A Call For The Garden Lady Radio Show Questions | PITH + VIGOR

Rochelle Greayer

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Hey There! I’m Rochelle Greayer. I’m a garden designer on TV and IRL. I’m also an author and entrepreneur who thinks she can save the world by teaching everyone a little something about landscape design.

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4/28/2015

A Call For The Garden Lady Radio Show Questions

With trepidation, I’m stepping into the chair of C.L. Fornari as I fill in for her this weekend as The Garden Lady.  If you don’t know the show (it is new) it a call-in radio show that airs on AM 680 in Boston on Saturdays from 1pm – 3pm.

Rochelle Greayer on the Garden Lady wrko 680am bostonSo this weekend (May 2nd, 2015), it will be me – answering calls live from gardeners in the area.  I’d love to take some of your questions so please – if you have something you are dying to ask — leave a comment or email me or tweet or whatever…. and I will try to answer on air this weekend.

xx

-Rochelle

p.s. Please, please, please ask a question….don’t be fooled by my totally posed and poised picture and calm seeing words (fake!)….the more I think about this, the more I am completely freaking out… having a plan – some questions in the bag, so to say – will help me immensely – all I can think is – what the heck am I going to talk about for 2 straight hours!!!  TX – R

 

 

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  1. Susan says:

    You’re going to be great! Good luck!
    Susan

  2. Carolyn Weston says:

    (Carolyn from the Boston Flower & Garden Show – Hi, Rochelle!) I’m kind of obsessed with the idea of ripping up great patches of my not-so-lush lawn this year and replacing them with beds of perennials and ground covers. A lot of the pictures I’ve seen of this idea in magazines and online are from other regions of the country. Can you give some suggestions of plants that might work well in New England to give texture, color, year-round interest and some that are quick-spreading and low-water? THANKS!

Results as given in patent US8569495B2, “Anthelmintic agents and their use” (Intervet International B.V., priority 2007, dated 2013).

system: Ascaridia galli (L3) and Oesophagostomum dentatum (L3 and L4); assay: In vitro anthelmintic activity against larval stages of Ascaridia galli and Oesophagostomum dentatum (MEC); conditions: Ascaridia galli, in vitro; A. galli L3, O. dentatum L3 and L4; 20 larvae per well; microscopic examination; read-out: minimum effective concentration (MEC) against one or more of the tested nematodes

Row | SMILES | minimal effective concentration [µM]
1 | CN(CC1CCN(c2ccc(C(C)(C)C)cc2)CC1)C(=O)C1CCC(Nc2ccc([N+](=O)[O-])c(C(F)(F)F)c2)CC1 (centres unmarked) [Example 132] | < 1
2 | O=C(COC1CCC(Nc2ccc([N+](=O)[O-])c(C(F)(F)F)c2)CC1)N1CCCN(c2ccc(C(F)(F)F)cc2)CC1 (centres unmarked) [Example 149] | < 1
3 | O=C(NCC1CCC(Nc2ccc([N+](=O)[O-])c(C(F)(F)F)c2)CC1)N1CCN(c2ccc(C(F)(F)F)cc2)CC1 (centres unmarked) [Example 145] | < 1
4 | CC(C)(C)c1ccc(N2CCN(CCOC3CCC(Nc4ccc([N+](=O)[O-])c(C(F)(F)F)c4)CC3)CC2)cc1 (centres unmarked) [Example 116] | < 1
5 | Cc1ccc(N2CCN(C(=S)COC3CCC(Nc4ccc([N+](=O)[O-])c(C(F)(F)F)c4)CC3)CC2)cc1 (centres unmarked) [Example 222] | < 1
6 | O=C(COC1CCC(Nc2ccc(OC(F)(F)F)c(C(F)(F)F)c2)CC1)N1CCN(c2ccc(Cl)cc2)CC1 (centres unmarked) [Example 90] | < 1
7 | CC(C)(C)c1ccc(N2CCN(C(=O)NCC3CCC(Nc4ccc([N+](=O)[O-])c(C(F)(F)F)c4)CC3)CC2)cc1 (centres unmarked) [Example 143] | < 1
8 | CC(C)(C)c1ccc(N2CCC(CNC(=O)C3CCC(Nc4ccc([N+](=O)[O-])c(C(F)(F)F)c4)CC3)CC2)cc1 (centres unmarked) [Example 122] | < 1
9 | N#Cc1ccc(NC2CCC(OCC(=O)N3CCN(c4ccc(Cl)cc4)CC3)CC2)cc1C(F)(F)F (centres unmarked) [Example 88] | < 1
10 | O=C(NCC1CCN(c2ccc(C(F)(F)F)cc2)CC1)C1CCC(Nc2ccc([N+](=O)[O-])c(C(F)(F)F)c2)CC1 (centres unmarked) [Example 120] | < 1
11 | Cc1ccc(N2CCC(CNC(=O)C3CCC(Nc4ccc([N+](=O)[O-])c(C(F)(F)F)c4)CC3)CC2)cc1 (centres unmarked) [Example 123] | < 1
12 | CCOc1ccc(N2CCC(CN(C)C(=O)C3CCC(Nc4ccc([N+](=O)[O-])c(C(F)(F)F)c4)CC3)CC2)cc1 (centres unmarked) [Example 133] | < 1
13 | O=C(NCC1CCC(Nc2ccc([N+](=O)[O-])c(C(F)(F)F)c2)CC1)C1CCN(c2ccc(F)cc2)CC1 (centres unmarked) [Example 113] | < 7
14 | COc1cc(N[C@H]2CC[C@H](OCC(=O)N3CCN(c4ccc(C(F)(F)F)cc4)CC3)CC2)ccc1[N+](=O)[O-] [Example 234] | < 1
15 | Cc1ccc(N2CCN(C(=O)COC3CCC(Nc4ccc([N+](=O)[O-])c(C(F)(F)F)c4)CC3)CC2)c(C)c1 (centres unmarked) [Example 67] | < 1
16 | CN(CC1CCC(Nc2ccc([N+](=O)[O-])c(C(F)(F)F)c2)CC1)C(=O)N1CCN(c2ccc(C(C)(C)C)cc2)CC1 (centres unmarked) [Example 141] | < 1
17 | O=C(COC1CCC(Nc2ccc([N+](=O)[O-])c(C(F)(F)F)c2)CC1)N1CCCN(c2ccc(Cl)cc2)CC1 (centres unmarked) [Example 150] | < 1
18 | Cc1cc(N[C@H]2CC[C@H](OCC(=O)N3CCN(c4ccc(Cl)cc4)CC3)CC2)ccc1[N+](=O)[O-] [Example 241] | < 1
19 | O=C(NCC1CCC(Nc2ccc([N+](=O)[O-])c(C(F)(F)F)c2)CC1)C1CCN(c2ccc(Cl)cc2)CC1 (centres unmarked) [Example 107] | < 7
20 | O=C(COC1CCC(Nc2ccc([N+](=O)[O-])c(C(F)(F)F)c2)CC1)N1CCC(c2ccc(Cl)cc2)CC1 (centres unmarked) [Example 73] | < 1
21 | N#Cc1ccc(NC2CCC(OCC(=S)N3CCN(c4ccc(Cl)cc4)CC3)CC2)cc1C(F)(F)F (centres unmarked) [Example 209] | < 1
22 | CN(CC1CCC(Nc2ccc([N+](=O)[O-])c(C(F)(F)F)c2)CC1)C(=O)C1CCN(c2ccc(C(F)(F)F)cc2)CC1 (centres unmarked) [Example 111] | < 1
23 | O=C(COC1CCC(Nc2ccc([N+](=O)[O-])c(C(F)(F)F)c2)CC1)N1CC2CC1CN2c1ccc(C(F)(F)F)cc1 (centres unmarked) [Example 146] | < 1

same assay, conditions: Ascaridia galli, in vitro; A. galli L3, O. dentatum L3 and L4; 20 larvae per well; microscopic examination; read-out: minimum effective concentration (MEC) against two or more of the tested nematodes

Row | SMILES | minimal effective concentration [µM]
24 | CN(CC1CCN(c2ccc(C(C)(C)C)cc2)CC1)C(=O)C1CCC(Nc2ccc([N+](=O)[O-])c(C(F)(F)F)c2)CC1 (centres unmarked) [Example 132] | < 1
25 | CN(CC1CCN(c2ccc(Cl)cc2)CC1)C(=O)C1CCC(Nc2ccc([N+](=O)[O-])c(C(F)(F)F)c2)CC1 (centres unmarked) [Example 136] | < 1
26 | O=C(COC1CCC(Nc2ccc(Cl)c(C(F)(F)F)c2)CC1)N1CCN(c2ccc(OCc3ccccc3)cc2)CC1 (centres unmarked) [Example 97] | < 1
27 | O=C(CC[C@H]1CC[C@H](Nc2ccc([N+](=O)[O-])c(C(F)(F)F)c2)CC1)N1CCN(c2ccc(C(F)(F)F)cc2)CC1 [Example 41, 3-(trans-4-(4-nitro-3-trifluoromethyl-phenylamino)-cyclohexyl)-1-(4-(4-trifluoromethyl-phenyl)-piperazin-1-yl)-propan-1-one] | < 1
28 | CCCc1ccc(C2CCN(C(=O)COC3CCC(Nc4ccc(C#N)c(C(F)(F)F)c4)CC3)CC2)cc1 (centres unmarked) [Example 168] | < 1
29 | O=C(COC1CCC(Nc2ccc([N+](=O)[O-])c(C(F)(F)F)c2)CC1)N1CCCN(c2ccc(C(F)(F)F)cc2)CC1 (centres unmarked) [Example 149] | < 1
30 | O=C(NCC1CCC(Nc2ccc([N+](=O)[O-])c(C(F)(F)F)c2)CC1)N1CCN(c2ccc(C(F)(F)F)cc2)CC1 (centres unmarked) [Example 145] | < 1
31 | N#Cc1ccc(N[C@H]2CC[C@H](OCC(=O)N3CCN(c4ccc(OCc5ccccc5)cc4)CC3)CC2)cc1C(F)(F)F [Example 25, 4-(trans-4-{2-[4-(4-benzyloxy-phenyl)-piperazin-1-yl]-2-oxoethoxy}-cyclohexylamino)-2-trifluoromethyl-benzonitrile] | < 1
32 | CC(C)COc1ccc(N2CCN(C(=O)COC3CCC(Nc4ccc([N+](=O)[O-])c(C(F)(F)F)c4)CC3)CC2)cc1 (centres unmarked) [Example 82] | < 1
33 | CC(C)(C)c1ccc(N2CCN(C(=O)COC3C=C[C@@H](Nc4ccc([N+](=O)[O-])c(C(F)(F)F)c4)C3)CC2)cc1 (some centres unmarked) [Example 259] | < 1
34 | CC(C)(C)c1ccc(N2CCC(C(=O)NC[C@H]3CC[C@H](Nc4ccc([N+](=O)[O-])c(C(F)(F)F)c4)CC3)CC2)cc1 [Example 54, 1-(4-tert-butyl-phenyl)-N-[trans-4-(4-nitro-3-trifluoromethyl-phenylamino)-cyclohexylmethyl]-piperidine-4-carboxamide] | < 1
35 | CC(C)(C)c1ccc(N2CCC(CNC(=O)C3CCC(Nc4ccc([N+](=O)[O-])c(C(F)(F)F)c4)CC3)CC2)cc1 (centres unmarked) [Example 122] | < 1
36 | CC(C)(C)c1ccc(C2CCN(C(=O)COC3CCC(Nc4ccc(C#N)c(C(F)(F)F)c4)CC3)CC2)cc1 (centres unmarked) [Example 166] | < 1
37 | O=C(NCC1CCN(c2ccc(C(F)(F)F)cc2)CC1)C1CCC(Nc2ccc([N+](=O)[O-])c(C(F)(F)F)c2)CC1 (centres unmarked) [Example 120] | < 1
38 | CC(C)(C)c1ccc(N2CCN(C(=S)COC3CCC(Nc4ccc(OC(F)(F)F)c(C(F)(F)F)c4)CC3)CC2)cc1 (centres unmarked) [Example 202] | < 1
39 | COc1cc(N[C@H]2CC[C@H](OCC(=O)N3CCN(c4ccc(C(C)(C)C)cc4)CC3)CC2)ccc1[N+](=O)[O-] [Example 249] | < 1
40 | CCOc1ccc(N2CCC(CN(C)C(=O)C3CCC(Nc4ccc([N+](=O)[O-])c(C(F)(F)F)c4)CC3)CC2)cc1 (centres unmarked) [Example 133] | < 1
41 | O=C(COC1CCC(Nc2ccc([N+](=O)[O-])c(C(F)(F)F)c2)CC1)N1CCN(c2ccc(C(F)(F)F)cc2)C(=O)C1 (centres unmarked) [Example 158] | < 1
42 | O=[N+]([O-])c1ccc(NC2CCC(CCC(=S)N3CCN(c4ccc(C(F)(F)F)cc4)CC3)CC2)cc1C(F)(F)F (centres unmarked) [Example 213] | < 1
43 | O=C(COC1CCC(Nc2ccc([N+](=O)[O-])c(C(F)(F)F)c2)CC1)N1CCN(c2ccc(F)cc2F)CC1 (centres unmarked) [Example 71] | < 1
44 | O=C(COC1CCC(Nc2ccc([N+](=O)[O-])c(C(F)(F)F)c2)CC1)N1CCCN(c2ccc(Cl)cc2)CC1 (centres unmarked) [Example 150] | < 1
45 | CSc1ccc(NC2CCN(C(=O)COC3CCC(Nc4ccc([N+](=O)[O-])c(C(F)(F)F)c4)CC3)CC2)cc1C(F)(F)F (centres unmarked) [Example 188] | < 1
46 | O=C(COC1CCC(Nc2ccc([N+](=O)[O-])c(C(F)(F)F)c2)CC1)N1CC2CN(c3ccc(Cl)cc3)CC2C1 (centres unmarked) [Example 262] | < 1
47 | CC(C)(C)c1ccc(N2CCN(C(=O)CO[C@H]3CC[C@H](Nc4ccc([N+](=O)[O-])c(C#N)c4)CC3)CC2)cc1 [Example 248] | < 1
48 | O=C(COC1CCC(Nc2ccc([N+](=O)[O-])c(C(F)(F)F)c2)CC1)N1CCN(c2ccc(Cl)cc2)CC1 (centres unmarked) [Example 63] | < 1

3. Oh my goodness! How exciting – but yes terrifying at the same time! Two hours is a long time. I’m sure you will be wonderful! Here’s a question – I’m moving this spring. Can I dig up some of my perennial bulbs and take them with me? Two concerns are obviously time of year (early June hopefully) and moving from zone 7 to zone 5. So, can I dig them up? Then do I replant immediately? Store until fall/next spring? Help! Lisa

  4. Miriam says:

    As a beginner gardener, about to start using raised beds, I would love to eat fresh all summer and wonder if this is possible. What order of planting my garden vegetables and herbs would you recommend for a continuous harvest from summer thru fall?

    Thank you,
    Miriam

  5. Margaret H says:

    Rochelle! Do you need more questions for tomorrow? I’m going to walk through my garden on Nantucket this afternoon, which has barely emerged after this brutal winter and write a list of questions. You can use them if need be. C.L. spoke at our Garden Festival last year – she was a hoot. I’ll email you later today.

  6. Nina Kirkland says:

    Good luck on the show … here’s a question about moving a bird’s nest spruce …

    In 2008, a landscaper planted a Japanese Maple (O’Burke) and a Bird’s Nest Spruce in an East-facing front-of-the-house bed. They were planted about 40 inches apart, on center. Now, the spruce is 20-inches tall and has a 36-inch radius. This puts the distance between the two at about 24-inches and thus the branches of the Maple, when in leaf, shadows about half of the spruce. The spruce does get sun from the south all day.

    I’m thinking that the Spruce will need more light over all once the maple leafs out … it has smal very numerous leaves.

    Should I try moving the spruce? I’m afraid the roots of the two are pretty well entangled after 7 years of growing together. Or .. should I thin out the maple. Alternately, do I just leave it alone?

    I’m in Western NY and my zone is 5B.

    I’m not certain that the radio station will come in for me here, but I wanted to ask the question anyway.
    Niki

  7. Laurel says:

    Here’s a common question that will be relevant to many listeners: how do I tell if “it” is really dead or just still dormant? Early spring is a confusing time. Is that deciduous shrub I planted last year a goner? How do I test to see if it’s going to rise again like Lazarus? What about non-woody perennials?

  8. You won’t believe how fast 2 hours will go once you get into it. Just imagine sitting over tea (or wine) with a good gardening friend.
    My Q: We’ve finished building our farmhouse and are ready to landscape. But the foundation was built on a raised pad of red clay fill dirt that is hard and inhospitable to plants. So how do I amend this “red death” that extends out surrounding our home for planting my roses, vines and other foundation plantings? Thanks!

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